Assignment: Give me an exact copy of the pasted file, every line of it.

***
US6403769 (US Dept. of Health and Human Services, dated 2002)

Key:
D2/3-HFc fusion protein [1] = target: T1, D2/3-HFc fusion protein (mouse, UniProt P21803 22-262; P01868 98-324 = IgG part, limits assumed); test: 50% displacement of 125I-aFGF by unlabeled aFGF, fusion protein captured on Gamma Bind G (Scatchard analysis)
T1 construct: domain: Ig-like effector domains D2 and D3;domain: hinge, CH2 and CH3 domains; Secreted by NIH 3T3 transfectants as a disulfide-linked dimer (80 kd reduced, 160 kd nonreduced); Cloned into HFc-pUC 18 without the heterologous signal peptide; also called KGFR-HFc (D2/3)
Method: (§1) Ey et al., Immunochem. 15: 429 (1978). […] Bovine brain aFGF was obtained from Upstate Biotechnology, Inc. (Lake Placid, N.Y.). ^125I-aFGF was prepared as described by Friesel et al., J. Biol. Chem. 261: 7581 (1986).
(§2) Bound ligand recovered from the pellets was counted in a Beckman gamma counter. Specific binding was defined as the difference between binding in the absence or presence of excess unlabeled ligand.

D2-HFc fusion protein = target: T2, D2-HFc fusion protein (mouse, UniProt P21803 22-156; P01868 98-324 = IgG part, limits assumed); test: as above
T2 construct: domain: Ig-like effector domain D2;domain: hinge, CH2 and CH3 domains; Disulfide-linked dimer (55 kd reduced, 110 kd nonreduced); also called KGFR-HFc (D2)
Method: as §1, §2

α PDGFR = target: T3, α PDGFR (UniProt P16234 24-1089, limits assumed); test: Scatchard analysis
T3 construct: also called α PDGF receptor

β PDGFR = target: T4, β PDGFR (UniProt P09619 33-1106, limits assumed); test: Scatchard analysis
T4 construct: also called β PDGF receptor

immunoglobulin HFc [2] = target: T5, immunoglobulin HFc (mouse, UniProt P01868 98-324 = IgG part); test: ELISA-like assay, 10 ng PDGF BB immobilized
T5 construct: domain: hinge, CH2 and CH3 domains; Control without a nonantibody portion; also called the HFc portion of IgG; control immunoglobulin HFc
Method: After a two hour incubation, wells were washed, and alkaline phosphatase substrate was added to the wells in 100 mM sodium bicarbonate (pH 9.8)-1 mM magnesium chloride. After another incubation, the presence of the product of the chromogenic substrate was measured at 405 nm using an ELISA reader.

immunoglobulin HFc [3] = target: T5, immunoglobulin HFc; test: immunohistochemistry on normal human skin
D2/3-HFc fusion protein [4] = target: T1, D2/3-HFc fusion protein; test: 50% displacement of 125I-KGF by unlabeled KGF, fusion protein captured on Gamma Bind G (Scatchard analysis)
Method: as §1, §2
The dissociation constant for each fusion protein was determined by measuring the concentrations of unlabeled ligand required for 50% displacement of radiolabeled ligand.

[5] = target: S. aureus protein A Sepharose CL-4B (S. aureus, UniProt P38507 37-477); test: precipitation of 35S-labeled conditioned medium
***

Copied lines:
US6403769 (US Dept. of Health and Human Services, dated 2002)

Key:
D2/3-HFc fusion protein [1] = target: T1, D2/3-HFc fusion protein (mouse, UniProt P21803 22-262; P01868 98-324 = IgG part, limits assumed); test: 50% displacement of 125I-aFGF by unlabeled aFGF, fusion protein captured on Gamma Bind G (Scatchard analysis)
T1 construct: domain: Ig-like effector domains D2 and D3;domain: hinge, CH2 and CH3 domains; Secreted by NIH 3T3 transfectants as a disulfide-linked dimer (80 kd reduced, 160 kd nonreduced); Cloned into HFc-pUC 18 without the heterologous signal peptide; also called KGFR-HFc (D2/3)
Method: (§1) Ey et al., Immunochem. 15: 429 (1978). […] Bovine brain aFGF was obtained from Upstate Biotechnology, Inc. (Lake Placid, N.Y.). ^125I-aFGF was prepared as described by Friesel et al., J. Biol. Chem. 261: 7581 (1986).
(§2) Bound ligand recovered from the pellets was counted in a Beckman gamma counter. Specific binding was defined as the difference between binding in the absence or presence of excess unlabeled ligand.

D2-HFc fusion protein = target: T2, D2-HFc fusion protein (mouse, UniProt P21803 22-156; P01868 98-324 = IgG part, limits assumed); test: as above
T2 construct: domain: Ig-like effector domain D2;domain: hinge, CH2 and CH3 domains; Disulfide-linked dimer (55 kd reduced, 110 kd nonreduced); also called KGFR-HFc (D2)
Method: as §1, §2

α PDGFR = target: T3, α PDGFR (UniProt P16234 24-1089, limits assumed); test: Scatchard analysis
T3 construct: also called α PDGF receptor

β PDGFR = target: T4, β PDGFR (UniProt P09619 33-1106, limits assumed); test: Scatchard analysis
T4 construct: also called β PDGF receptor

immunoglobulin HFc [2] = target: T5, immunoglobulin HFc (mouse, UniProt P01868 98-324 = IgG part); test: ELISA-like assay, 10 ng PDGF BB immobilized
T5 construct: domain: hinge, CH2 and CH3 domains; Control without a nonantibody portion; also called the HFc portion of IgG; control immunoglobulin HFc
Method: After a two hour incubation, wells were washed, and alkaline phosphatase substrate was added to the wells in 100 mM sodium bicarbonate (pH 9.8)-1 mM magnesium chloride. After another incubation, the presence of the product of the chromogenic substrate was measured at 405 nm using an ELISA reader.

immunoglobulin HFc [3] = target: T5, immunoglobulin HFc; test: immunohistochemistry on normal human skin
D2/3-HFc fusion protein [4] = target: T1, D2/3-HFc fusion protein; test: 50% displacement of 125I-KGF by unlabeled KGF, fusion protein captured on Gamma Bind G (Scatchard analysis)
Method: as §1, §2
The dissociation constant for each fusion protein was determined by measuring the concentrations of unlabeled ligand required for 50% displacement of radiolabeled ligand.

[5] = target: S. aureus protein A Sepharose CL-4B (S. aureus, UniProt P38507 37-477); test: precipitation of 35S-labeled conditioned medium